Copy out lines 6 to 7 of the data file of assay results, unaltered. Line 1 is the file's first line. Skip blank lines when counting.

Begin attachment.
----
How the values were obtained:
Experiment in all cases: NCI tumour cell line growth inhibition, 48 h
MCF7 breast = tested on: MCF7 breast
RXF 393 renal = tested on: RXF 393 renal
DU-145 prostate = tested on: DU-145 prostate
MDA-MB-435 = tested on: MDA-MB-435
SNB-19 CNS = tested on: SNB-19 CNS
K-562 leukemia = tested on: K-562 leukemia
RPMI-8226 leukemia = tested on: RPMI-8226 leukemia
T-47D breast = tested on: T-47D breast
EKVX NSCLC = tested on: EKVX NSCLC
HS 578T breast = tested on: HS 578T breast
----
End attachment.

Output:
MDA-MB-435 = tested on: MDA-MB-435
SNB-19 CNS = tested on: SNB-19 CNS